Colored Cards or disks, or cups for reacting to difficult topics. Mr. Wiliam suggests a few ideas of how to use traffic light cards or cups or disks or marks to signal to the teacher if learning or understanding has happened or not. Creating an environment where learners can use the signals is essential for their success. Part of that involves responding in a way that takes the teacher’s ego out of the equation as well. The teacher needs to react responsibly when learners signal a failure of learning. One idea Mr. Wiliam suggests, illustrates how this can be done to promote autonomy. Let’s say the teacher has just finished explaining a particularly gnarly grammar item like the difference between perfect and simple past tenses. The students signal their understanding using cups/cards/disks. After students hold up red, yellow, or green cards, the teacher instructs the green card students to help the yellow card students while she gathers the red card students together for further teaching or help. Everyone wins here. The students feel the teacher is responsive. The good learners get a chance to cognitively elaborate, the weak learners get some rephrasing/reinforcement, and the weakest learners get the second chance they need.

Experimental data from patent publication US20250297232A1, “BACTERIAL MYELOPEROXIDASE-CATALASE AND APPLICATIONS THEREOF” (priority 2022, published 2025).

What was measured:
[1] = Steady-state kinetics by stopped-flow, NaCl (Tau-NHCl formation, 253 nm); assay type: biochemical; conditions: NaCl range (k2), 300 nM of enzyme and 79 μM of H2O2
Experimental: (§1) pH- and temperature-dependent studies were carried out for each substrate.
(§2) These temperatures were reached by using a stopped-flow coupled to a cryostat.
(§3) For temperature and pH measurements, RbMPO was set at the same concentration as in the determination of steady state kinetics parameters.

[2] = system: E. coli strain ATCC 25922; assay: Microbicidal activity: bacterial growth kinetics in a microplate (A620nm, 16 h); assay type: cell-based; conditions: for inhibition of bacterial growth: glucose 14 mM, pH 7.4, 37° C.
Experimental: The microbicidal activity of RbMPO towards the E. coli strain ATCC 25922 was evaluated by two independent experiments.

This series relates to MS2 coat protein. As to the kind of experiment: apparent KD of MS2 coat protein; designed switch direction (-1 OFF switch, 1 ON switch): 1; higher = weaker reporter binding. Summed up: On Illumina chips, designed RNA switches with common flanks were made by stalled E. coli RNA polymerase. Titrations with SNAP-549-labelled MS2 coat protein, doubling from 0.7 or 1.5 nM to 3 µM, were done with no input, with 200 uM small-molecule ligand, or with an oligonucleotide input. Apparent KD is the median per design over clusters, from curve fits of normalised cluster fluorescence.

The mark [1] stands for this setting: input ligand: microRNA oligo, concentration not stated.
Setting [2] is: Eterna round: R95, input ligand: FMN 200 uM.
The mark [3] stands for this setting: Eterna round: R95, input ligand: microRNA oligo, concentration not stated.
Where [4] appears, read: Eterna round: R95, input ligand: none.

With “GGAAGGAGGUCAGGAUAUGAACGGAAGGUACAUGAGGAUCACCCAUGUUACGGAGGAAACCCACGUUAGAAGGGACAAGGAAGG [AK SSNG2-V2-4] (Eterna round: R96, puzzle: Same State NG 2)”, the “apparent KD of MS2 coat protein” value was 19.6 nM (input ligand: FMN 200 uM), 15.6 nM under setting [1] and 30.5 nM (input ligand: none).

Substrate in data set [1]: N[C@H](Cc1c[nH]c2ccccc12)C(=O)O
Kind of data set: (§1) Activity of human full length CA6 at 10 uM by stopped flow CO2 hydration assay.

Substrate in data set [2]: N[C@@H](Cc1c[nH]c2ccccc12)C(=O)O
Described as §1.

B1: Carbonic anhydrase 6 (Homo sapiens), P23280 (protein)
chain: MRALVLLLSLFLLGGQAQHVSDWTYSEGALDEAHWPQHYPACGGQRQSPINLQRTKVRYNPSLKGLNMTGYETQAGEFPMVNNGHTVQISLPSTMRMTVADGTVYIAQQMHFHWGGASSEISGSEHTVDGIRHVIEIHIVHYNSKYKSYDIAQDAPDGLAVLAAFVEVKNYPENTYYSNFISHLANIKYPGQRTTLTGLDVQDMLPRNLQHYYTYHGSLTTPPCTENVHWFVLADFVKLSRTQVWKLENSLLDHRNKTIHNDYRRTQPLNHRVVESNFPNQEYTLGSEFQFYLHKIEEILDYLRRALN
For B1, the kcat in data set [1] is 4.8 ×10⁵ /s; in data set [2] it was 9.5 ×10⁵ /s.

Learning Portfolios. For productive skills, have the learners keep samples of their writing or presentations or conversations in a portfolio. This can be done digitally, though that will require some tech savvy on the part of the teacher. The idea is to have a few samples that can allow the learner to see the trajectory of his or her improvement. That sends two very important messages: change is happening (possible); and you make it happen. I’ve done something similar in writing class effectively. I had learners keep their’ first assignments after asking them how long it took them to complete them. Then at the end of term, I asked them to compare their first assignment to their most recent assignment in terms of sentence variety, sentence word length, and time for assignment completion. The results always showed improvement and caused learners to feel proud of their achievement. I used to look forward to that class every year.
“Reflecting critically on one’s own learning is emotionally charged, which is why developing such skills takes time, especially with students who are accustomed to failure,” Mr. Wiliam says. He is talking about all but a few of the English language learners at high schools in Japan, I’m afraid, where average exam scores are in the 40s or 50s or 60s. Success is usually passing a test and not accomplishing a communicative act, or understanding or performing with confidence. Mr. Wiliam’s techniques can help make classrooms less of a teacher-controlled one-way info barrage. That would be a step in the right direction.